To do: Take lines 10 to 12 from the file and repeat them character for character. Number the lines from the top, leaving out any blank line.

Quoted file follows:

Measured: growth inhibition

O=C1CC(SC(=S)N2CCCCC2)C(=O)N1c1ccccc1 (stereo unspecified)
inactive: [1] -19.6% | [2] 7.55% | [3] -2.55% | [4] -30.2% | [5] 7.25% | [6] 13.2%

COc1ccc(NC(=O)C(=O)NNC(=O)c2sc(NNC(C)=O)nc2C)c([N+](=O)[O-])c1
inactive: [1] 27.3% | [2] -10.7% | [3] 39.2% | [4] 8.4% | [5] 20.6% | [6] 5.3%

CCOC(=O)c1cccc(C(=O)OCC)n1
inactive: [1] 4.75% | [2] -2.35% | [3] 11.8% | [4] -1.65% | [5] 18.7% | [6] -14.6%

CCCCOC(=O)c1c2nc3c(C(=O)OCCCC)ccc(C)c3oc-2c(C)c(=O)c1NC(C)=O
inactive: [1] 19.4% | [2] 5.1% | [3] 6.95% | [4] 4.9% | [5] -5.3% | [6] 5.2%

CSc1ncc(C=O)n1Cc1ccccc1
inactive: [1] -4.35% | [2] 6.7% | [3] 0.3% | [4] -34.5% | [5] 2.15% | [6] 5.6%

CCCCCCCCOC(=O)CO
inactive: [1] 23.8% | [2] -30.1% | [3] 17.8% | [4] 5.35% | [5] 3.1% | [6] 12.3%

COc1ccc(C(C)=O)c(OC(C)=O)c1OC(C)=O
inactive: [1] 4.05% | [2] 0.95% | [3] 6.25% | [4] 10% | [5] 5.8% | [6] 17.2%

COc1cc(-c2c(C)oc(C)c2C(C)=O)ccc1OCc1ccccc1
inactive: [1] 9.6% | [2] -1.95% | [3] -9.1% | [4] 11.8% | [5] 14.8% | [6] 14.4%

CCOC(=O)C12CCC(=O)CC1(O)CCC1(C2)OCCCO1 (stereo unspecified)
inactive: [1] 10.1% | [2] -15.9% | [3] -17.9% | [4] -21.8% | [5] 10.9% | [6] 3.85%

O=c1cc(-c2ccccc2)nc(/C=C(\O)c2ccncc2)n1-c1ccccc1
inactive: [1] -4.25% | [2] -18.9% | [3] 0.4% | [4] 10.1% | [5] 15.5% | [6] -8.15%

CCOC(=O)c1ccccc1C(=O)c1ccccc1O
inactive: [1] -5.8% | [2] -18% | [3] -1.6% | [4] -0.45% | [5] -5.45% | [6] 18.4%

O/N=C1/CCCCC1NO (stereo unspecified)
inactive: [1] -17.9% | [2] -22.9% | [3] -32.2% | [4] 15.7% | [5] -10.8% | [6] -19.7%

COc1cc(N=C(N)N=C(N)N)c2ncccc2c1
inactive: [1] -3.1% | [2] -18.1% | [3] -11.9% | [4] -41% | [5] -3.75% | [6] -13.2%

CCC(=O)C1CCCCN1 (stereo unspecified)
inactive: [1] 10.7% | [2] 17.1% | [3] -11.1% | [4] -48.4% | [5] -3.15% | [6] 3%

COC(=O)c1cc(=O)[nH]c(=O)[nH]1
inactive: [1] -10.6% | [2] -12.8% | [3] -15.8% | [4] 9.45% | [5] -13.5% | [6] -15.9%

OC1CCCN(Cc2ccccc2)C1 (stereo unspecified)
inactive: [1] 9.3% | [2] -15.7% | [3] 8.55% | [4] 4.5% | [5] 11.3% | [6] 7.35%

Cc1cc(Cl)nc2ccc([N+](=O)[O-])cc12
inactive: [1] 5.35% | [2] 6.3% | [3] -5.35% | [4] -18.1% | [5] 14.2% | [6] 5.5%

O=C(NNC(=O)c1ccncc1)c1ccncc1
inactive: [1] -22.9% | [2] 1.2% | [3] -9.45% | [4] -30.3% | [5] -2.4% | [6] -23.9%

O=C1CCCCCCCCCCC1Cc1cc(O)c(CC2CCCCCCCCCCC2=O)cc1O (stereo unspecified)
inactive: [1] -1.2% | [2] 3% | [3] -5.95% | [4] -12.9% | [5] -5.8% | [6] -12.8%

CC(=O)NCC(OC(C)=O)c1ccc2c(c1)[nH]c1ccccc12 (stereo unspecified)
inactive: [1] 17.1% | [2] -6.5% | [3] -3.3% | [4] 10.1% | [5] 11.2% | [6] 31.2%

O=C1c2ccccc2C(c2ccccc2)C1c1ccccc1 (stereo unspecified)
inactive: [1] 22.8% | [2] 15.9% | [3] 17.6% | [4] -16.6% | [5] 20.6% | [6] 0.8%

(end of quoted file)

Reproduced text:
CSc1ncc(C=O)n1Cc1ccccc1
inactive: [1] -4.35% | [2] 6.7% | [3] 0.3% | [4] -34.5% | [5] 2.15% | [6] 5.6%

CCCCCCCCOC(=O)CO